Porsche 911 Cabriolet
"The Porsche 911 Cabriolet offers convertible thrills with very few downsides"
- Brilliant to drive
- Great build quality
- Quick roof mechanism
- Desirable kit is optional
- Limited luggage room
- Just one engine so far
Since it first appeared at the 1981 Frankfurt Motor Show, the Porsche 911 Cabriolet has been one of the most sought after convertible sports cars. This success has only continued to grow as each model has evolved to become faster, sharper and even more thrilling to drive.
The 911 Cabriolet has become a constant amongst rivals that have become as varied as the front-engined, Jaguar F-Type V8 convertible, the mid-engined Audi R8 Spyder with its wailing V10, and the ultra-technical McLaren 570S Spider that's built around a carbon fibre tub.
All have their inherent advantages and disadvantages, but the 911 Cabriolet has remained a great all-rounder. Its tweaked 3.0-litre flat-six petrol engine with clever turbocharging makes it outrageously fast - getting from 0-62mph in as little as 3.6 seconds. The Turbo S version, with a newly developed 3.8-litre engine, is even faster, taking just 2.7 seconds.
At launch, the drop-top 911 came in Carrera S and Carrera 4S guises, both of which get the same 444bhp but crucially, with two- or four-wheel drive. This affects the car's character, because where the Carrera S feels somewhat playful when it reaches the limit of its lower grip levels, the 4S is an assured all-weather machine. With a massive 641bhp and 850Nm of torque, it's no surprise the Turbo S is equipped with four-wheel drive as standard. An entry-level Carerra with 380bhp is also offered with two- or four-wheel drive.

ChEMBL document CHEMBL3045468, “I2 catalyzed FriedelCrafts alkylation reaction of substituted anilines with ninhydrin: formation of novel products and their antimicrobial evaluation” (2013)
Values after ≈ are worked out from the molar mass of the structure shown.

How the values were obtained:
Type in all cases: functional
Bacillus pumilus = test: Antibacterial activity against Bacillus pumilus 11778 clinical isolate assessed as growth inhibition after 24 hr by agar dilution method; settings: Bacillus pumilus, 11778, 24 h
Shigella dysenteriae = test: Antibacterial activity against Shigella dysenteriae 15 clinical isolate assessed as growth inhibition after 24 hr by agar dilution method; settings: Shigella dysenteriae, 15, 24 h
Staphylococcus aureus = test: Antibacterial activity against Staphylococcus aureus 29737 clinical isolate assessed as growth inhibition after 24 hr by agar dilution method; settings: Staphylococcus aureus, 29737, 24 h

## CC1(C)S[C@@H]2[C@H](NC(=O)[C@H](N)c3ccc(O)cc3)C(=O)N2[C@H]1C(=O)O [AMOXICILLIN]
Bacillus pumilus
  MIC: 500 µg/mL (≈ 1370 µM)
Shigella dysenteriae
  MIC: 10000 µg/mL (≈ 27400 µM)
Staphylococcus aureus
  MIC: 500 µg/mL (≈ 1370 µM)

With a new eight-speed dual-clutch automatic gearbox, the 911 Cabriolet is easy to drive, but no less rewarding if you pick up the pace. At higher revs the engine takes on a new character, and the suspension and steering feel incredibly poised, giving the driver confidence and feedback in spades. The Turbo S is fast enough to outgun many supercars in a drag race, yet is still comfortable to drive more slowly around town.
Taking just 12 seconds to stow away - at speeds up to 30mph - dropping the roof only heightens the fun. Suddenly you can hear more of the intricacies of the engine working just behind you, and feel the air rushing past as you accelerate.